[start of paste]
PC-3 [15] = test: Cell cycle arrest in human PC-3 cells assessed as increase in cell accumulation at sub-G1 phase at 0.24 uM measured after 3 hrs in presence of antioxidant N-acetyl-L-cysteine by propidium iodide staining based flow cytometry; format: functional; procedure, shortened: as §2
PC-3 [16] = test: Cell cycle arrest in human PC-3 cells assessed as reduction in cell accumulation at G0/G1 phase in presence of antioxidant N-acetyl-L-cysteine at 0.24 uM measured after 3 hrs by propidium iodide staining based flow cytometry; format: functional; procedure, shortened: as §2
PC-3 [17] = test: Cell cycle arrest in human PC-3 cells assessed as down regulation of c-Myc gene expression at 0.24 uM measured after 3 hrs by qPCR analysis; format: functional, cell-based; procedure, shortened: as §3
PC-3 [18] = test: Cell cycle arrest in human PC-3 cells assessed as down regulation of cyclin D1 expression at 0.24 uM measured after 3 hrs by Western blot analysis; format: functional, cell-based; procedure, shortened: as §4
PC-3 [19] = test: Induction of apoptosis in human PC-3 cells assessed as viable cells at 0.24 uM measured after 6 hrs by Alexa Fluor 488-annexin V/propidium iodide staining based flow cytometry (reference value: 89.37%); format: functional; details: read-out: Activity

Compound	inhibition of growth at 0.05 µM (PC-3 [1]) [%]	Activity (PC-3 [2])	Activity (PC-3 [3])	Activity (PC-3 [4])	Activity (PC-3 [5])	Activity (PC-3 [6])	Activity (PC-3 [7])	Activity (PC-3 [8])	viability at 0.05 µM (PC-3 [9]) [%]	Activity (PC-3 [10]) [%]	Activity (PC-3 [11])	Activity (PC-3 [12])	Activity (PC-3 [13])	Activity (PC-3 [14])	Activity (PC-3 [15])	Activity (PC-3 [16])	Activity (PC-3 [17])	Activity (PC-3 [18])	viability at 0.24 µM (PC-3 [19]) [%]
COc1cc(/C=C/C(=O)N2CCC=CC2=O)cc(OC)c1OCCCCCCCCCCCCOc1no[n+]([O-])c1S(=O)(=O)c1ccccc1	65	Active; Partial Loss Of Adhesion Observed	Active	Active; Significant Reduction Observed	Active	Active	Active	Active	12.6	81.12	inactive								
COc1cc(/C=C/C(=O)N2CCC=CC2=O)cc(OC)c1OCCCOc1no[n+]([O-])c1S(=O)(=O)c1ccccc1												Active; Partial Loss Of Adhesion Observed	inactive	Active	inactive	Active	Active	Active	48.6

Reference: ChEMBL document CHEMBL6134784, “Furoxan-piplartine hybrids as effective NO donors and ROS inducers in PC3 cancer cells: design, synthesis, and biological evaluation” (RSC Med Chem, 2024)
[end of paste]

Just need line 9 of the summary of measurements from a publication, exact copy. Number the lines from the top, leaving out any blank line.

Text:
Reference: ChEMBL document CHEMBL6134784, “Furoxan-piplartine hybrids as effective NO donors and ROS inducers in PC3 cancer cells: design, synthesis, and biological evaluation” (RSC Med Chem, 2024)